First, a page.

Herpes virus infections are an extremely common cause of cold-like symptoms in cats. The virus is highly contagious and is most commonly seen in young kittens or in cats that are grouped together, for example in shelters. The disease caused by herpes virus in cats is also called feline viral rhinotracheitis (FVR).
Typical clinical signs include fever, sneezing, discharge from the eyes and nose, red and swollen eyes, and ulcers that can affect the surface of the eyes, the mouth or the skin. Other viruses and bacteria can cause similar symptoms, but in many cases identifying the specific microorganism that is to blame is unnecessary, as most cats will recover uneventfully with similar treatment. Laboratory testing can provide a definitive diagnosis in cases that fail to resolve as expected.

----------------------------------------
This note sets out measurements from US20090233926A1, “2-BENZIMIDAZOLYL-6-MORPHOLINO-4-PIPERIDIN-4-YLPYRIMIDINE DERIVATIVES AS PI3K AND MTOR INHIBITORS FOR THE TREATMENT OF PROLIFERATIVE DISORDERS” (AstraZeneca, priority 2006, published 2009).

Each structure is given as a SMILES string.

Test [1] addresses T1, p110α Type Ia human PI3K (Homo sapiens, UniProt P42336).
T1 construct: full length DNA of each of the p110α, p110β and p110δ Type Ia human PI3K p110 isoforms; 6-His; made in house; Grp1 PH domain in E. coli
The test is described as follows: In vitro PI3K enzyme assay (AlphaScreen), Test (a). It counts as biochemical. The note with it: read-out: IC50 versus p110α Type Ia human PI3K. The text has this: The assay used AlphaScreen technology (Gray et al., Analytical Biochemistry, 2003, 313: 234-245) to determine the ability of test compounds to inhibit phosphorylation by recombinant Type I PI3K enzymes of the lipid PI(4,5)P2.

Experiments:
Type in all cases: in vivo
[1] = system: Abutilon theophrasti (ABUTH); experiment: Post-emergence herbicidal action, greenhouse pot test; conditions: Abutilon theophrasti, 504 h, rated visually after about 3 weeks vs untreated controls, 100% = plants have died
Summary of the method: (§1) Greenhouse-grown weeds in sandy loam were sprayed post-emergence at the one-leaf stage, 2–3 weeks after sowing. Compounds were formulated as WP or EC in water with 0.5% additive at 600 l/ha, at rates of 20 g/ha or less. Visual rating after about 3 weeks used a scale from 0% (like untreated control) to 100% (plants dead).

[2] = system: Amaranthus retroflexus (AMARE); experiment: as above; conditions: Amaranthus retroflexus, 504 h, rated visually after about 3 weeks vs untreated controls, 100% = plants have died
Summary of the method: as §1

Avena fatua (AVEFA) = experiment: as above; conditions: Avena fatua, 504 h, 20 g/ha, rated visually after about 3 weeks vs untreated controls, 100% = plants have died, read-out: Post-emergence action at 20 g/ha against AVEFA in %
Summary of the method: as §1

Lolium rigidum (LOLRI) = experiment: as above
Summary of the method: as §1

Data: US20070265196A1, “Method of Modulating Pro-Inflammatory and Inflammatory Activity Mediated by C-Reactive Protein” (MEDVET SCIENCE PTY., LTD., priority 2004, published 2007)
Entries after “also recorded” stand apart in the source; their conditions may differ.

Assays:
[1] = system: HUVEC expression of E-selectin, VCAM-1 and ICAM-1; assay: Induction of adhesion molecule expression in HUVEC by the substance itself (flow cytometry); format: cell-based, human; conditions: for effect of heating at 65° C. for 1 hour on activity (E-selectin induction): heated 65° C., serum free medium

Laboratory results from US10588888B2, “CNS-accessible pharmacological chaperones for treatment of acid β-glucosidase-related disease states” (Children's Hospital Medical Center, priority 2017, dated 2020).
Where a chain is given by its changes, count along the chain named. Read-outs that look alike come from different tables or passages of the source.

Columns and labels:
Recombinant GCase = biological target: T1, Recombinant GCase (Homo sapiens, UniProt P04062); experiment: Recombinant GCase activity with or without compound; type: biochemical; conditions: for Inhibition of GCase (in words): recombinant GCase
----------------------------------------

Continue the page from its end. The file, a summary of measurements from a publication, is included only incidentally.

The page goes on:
For a typical case of herpes virus, supportive care, including keeping the cat's eyes and nose clear of discharge and encouraging it to eat and drink is all that is necessary for a full recovery. More severely affected cats may also need antibiotics to treat secondary bacterial infections, pain relief, eye ointments, fluid therapy and nutritional support. Some cats that have been infected with herpes virus can have flare-ups of the disease at time of stress throughout their lives. Treatment with lysine may help lessen the frequency and severity of these relapses. Vaccination against herpes virus helps prevent or lessen the severity of this respiratory disease and is part of the routine vaccination protocol for all kittens and adult cats.
Written by: Jennifer Coates, DVM
Last reviewed: October 2, 2008